Editorial

Poetic justice for the Windrush generation

Wednesday, April 18, 2018

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On matters of immigration this newspaper has never departed from the view that no individual should expect that they can merely walk into a country and establish homes, businesses and families without meeting the legal obligations relevant to their desires.

In Jamaica's case, for instance, last year the authorities here deported more than 50 people who either breached their immigration status or were found guilty of drug offences, according to the Passport, Immigration and Citizenship Agency.

However, the current controversy that has engulfed the British Government over the so-called Windrush generation is a different cup of tea, and Prime Minister Theresa May has to sip from something that is of her own making.

In a nutshell, the Windrush generation are Caribbean nationals who were invited to England after World War II to help rebuild that country. After the first batch, who travelled on the ship Empire Windrush in 1948, many more followed. They were allowed indefinite leave to remain in Britain.

However, under new immigration laws they are required to prove continuous residence in the United Kingdom since 1973. That, though, has proven almost impossible for many, particularly those who have not kept records.

Readers will recall the Jamaica Observer story of Mr Lloyd Bogle who had migrated from Jamaica to England with his parents when he was seven years old and in January 2015 paid a visit here for the first time in 54 years but was unable to return to England because of his immigration status.

Thankfully, after his story was published, the British High Commission here intervened and made arrangements for him to return home.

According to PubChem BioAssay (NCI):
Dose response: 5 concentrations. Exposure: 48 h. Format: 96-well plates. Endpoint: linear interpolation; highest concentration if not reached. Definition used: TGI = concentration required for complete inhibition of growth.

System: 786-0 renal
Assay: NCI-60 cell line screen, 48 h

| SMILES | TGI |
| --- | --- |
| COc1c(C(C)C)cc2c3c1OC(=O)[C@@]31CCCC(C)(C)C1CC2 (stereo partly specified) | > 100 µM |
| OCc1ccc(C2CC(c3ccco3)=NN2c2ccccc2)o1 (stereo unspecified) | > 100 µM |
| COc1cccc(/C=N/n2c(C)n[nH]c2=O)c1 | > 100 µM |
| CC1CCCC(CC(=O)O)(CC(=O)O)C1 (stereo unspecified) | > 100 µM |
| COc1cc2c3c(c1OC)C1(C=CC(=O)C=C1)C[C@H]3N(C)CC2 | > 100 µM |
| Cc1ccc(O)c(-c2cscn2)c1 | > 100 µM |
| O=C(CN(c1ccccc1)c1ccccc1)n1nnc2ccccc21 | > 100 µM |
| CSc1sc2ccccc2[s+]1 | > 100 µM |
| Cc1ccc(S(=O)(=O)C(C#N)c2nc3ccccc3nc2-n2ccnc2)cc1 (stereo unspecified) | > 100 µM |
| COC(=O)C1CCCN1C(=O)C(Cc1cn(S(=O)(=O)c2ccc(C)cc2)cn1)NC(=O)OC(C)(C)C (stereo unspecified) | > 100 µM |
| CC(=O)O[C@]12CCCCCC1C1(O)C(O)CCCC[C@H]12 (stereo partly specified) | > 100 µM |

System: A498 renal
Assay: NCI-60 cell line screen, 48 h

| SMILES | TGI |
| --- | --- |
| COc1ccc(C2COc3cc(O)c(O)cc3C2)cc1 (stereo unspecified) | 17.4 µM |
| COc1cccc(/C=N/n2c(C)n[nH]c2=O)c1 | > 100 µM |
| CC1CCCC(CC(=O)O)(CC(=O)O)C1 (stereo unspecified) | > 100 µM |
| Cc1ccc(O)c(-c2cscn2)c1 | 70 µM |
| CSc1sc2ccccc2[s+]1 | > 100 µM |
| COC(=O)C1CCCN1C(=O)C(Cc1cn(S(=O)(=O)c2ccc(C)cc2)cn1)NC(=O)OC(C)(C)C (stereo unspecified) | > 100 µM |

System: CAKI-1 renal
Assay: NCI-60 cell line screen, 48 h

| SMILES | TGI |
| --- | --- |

However, it emerged that there are many more people like Mr Bogle in England. Not only have they been living there, but they have been working and paying taxes.

Basically, the first seeds of the current controversy were sown in 2012 when the then Home Secretary Mrs Theresa May launched a crackdown on immigration. The upshot is that many West Indian immigrants and their children — most of them born in the UK — are now being treated as undocumented or illegal migrants. That has now come back to bite her in the nether parts.

The issue of the treatment meted out to these individuals was greeted with public outcry, particularly after a series of stories by The Guardian newspaper in England which revealed that many of these individuals have now lost their homes, jobs and pension benefits, and have been denied National Health Service treatment and are being threatened with deportation.

Mrs May, now the prime minister, must have felt a bit uncomfortable to have to apologise yesterday to Caribbean leaders on the margins of the Commonwealth Heads of Government Summit in London. But apologise she did.

We are prepared to take her at her word that the people who arrived in the UK from the Caribbean before 1973 and have lived there permanently without significant periods of time away in the last 30 years have the right to remain.

We also welcome Mrs May's pledge that, “There will be no removals or detention as part of any assistance to help these citizens get their proper documentation in place.”

The British Government must now right the wrong done to those individuals who have suffered, and the Home Office should act on a call by Labour Party parliamentarian Mr David Lammy to review the deportations of elderly individuals since 2014.

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